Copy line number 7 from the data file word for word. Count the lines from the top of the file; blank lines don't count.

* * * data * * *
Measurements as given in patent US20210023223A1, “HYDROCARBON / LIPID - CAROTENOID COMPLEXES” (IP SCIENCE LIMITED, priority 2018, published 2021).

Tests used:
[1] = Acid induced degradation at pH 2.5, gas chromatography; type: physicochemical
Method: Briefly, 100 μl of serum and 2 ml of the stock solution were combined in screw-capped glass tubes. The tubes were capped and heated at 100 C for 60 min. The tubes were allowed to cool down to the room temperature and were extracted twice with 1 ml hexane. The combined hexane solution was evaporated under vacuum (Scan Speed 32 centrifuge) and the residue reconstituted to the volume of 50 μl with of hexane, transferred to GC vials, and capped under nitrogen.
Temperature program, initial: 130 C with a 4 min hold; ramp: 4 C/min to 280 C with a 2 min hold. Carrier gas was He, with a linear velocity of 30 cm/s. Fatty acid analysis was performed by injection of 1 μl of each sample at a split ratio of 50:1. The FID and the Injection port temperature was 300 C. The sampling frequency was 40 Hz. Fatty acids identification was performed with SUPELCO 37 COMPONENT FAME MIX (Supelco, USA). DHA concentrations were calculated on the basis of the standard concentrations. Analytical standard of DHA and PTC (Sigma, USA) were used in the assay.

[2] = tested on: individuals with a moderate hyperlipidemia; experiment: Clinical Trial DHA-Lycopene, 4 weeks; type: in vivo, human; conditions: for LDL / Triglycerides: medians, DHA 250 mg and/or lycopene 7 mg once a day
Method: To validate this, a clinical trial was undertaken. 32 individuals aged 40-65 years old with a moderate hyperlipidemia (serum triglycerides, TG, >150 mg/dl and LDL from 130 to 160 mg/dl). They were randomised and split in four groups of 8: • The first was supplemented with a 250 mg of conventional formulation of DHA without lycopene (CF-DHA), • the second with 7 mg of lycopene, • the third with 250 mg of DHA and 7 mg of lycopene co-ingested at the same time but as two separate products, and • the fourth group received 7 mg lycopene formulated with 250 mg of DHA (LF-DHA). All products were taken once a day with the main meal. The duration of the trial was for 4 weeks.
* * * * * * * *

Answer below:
Method: To validate this, a clinical trial was undertaken. 32 individuals aged 40-65 years old with a moderate hyperlipidemia (serum triglycerides, TG, >150 mg/dl and LDL from 130 to 160 mg/dl). They were randomised and split in four groups of 8: • The first was supplemented with a 250 mg of conventional formulation of DHA without lycopene (CF-DHA), • the second with 7 mg of lycopene, • the third with 250 mg of DHA and 7 mg of lycopene co-ingested at the same time but as two separate products, and • the fourth group received 7 mg lycopene formulated with 250 mg of DHA (LF-DHA). All products were taken once a day with the main meal. The duration of the trial was for 4 weeks.